Glee’s representation of Asian Americans has also changed since “Pilot.” For example, Mike was not a character in “Pilot,” but he is a prominent character in “Asian F” as he debates whether to follow his dream or please his parents. The point in the narrative when Mike follows his dream with Tina supporting him critiques the familiar representation of Asian Americans as overachieving subordinate parent-pleasers. Defying his father also defies the stereotype his father symbolizes about Asian Americans. Tina has also changed since “Pilot.” In the past, she has been a stuttering, subordinate character. “Asian F” features Mike and Tina prominently in a narrative without the addition of the prominent characters from “Pilot.”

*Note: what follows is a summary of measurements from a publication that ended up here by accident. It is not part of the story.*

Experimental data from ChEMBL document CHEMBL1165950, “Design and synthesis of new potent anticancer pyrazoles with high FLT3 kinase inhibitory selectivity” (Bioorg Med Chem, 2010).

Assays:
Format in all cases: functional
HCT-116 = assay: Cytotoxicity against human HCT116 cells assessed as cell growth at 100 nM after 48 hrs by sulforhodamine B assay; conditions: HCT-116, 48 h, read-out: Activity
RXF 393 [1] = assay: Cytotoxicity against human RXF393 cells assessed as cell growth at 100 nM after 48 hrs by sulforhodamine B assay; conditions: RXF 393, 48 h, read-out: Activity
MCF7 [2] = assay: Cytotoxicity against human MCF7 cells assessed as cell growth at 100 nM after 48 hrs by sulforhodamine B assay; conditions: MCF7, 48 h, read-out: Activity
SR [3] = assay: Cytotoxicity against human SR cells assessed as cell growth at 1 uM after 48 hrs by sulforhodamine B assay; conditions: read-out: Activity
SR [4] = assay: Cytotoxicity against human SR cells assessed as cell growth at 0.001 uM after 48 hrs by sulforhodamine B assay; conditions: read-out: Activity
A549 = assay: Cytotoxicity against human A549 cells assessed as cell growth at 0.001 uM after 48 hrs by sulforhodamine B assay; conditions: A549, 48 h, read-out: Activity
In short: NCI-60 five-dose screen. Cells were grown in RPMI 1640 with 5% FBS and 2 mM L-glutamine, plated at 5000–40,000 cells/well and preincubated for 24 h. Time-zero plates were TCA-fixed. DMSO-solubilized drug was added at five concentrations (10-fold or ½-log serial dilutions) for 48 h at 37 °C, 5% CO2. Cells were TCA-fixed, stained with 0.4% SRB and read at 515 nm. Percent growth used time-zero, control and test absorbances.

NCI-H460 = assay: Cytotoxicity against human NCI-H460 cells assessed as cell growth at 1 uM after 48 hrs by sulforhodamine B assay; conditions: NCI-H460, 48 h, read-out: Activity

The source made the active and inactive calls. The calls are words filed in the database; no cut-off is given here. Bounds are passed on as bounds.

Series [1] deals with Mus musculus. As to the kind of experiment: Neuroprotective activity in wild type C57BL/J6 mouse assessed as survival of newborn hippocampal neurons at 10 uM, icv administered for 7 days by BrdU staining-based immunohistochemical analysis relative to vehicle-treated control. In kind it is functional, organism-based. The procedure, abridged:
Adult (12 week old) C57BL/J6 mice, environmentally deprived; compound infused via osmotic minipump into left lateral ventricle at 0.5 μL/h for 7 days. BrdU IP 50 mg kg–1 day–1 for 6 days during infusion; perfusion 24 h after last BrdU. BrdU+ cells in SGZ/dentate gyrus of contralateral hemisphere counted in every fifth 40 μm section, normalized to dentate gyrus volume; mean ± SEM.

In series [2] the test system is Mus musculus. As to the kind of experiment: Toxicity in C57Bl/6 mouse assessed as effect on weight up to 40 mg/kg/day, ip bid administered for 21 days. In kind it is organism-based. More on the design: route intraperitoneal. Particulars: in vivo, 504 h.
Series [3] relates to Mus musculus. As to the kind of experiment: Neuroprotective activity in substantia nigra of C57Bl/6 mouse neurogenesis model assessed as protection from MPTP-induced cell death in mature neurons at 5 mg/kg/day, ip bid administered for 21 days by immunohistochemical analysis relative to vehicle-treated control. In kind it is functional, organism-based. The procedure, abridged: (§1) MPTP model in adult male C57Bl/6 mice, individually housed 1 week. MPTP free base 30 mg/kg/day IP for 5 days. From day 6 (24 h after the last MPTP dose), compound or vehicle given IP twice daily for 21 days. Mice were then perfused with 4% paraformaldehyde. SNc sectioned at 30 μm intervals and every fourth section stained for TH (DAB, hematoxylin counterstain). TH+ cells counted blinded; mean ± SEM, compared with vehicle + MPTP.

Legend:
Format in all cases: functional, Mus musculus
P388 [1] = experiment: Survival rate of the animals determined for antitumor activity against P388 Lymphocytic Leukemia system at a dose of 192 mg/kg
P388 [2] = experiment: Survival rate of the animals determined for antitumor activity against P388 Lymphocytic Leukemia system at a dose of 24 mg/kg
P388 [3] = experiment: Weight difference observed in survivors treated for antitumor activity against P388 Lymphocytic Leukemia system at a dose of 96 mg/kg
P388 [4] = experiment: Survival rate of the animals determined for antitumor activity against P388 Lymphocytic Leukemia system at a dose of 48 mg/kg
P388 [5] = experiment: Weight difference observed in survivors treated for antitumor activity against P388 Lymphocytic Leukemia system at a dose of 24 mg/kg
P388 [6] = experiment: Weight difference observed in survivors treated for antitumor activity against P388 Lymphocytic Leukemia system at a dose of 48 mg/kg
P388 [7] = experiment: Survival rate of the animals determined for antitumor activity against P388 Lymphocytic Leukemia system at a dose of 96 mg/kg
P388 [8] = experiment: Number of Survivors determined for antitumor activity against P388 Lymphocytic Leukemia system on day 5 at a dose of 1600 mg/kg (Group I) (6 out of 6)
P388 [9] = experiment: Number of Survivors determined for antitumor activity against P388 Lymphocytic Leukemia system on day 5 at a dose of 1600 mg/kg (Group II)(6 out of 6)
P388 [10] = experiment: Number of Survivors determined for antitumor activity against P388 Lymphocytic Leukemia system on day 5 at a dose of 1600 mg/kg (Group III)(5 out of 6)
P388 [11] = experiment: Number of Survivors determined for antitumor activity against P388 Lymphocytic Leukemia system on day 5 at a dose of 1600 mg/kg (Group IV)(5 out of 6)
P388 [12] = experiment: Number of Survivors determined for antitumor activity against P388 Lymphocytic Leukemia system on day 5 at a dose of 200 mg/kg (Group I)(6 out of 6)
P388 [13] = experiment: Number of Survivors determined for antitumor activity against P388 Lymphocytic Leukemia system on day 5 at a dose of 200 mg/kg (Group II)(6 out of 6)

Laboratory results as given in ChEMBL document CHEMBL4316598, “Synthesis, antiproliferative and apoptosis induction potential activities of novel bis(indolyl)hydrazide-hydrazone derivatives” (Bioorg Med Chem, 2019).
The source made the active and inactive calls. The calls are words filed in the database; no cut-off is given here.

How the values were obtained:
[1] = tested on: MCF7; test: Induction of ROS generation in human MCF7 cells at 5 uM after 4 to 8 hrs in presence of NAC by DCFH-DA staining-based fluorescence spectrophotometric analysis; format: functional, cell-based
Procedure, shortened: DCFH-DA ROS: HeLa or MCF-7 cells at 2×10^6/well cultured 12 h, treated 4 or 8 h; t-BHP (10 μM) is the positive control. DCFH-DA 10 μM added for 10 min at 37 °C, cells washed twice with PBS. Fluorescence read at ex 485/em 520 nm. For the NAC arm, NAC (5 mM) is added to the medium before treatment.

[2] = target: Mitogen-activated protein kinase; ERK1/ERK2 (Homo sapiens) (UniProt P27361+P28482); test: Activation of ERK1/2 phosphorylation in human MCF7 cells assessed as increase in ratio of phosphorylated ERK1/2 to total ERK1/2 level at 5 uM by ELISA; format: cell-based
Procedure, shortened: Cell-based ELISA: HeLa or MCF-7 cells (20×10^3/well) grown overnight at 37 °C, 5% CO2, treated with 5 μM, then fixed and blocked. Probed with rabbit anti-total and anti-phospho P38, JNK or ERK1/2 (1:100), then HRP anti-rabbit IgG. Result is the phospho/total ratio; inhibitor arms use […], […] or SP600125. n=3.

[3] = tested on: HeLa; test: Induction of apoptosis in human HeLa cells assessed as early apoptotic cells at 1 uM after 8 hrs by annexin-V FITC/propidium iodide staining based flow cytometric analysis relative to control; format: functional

Brittany, Santana, and Artie, though less significant in “Pilot” or “Asian F,” have also changed in their representation since “Pilot.” For example, Brittany was a silent character in “Pilot.” Because she did not speak, Glee did not represent her as a dumb blonde but not as intelligent either. With her speech about politics in “Asian F,” Brittany’s development is a critique of the dumb blonde familiar representation. Santana was also not a prominent character in “Pilot,” but she has gained prominence by “Asian F” though her actions perpetuate the familiar representation of Latinos. While it is positive that Latino Americans have gained representation in Glee, the representation of Latino Americans through Santana’s character is negative and perpetuates familiar representations of her race. Glee’s representation of disabled people also changes from “Pilot” to “Asian F” in its representation of Artie. His handicap is not mentioned in “Asian F,” which is significant because this lack of marking his difference allows Artie to stand alone as a character without his disability defining him. In contrast, the narrative marks his difference frequently in “Pilot.” One example is when Artie is given the solo during the first New Directions rehearsal; Rachel is upset because Artie cannot dance in his wheelchair. She insists that the soloist must be able to dance, but Mr. Schuester points out that no one can control Artie’s paraplegia and it would not be fair to discriminate against Artie’s handicap. Soon after, Artie demonstrates his wheelchair-dancing skills. This is an early example of Glee critiquing familiar representations of disability and difference.